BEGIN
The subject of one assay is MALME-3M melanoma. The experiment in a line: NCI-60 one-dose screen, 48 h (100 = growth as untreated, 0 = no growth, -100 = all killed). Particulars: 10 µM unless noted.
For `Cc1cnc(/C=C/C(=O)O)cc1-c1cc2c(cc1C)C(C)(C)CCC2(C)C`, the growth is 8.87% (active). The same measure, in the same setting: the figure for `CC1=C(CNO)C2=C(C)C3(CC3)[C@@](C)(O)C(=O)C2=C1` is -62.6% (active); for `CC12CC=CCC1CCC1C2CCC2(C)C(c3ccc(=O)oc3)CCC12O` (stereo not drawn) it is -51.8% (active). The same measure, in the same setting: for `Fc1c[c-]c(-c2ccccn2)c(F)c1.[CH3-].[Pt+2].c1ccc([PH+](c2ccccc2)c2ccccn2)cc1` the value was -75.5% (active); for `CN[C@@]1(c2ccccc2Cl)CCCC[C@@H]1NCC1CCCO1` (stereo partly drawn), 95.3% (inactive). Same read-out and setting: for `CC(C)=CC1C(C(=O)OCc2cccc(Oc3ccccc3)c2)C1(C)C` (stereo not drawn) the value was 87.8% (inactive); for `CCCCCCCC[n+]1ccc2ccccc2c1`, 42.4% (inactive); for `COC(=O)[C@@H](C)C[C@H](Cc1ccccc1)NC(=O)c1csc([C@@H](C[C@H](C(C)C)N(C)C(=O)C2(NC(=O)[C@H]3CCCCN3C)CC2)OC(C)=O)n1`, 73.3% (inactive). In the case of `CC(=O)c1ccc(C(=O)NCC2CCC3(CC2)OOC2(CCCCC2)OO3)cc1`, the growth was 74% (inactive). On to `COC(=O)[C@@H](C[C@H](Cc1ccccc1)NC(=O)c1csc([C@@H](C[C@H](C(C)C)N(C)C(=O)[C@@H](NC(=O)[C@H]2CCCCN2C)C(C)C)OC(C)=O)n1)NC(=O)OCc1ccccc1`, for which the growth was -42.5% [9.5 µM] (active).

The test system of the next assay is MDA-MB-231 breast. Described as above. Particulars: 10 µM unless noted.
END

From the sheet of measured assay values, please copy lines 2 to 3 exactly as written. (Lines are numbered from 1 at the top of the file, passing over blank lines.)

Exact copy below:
For `Cc1cnc(/C=C/C(=O)O)cc1-c1cc2c(cc1C)C(C)(C)CCC2(C)C`, the growth is 8.87% (active). The same measure, in the same setting: the figure for `CC1=C(CNO)C2=C(C)C3(CC3)[C@@](C)(O)C(=O)C2=C1` is -62.6% (active); for `CC12CC=CCC1CCC1C2CCC2(C)C(c3ccc(=O)oc3)CCC12O` (stereo not drawn) it is -51.8% (active). The same measure, in the same setting: for `Fc1c[c-]c(-c2ccccn2)c(F)c1.[CH3-].[Pt+2].c1ccc([PH+](c2ccccc2)c2ccccn2)cc1` the value was -75.5% (active); for `CN[C@@]1(c2ccccc2Cl)CCCC[C@@H]1NCC1CCCO1` (stereo partly drawn), 95.3% (inactive). Same read-out and setting: for `CC(C)=CC1C(C(=O)OCc2cccc(Oc3ccccc3)c2)C1(C)C` (stereo not drawn) the value was 87.8% (inactive); for `CCCCCCCC[n+]1ccc2ccccc2c1`, 42.4% (inactive); for `COC(=O)[C@@H](C)C[C@H](Cc1ccccc1)NC(=O)c1csc([C@@H](C[C@H](C(C)C)N(C)C(=O)C2(NC(=O)[C@H]3CCCCN3C)CC2)OC(C)=O)n1`, 73.3% (inactive). In the case of `CC(=O)c1ccc(C(=O)NCC2CCC3(CC2)OOC2(CCCCC2)OO3)cc1`, the growth was 74% (inactive). On to `COC(=O)[C@@H](C[C@H](Cc1ccccc1)NC(=O)c1csc([C@@H](C[C@H](C(C)C)N(C)C(=O)[C@@H](NC(=O)[C@H]2CCCCN2C)C(C)C)OC(C)=O)n1)NC(=O)OCc1ccccc1`, for which the growth was -42.5% [9.5 µM] (active).

The test system of the next assay is MDA-MB-231 breast. Described as above. Particulars: 10 µM unless noted.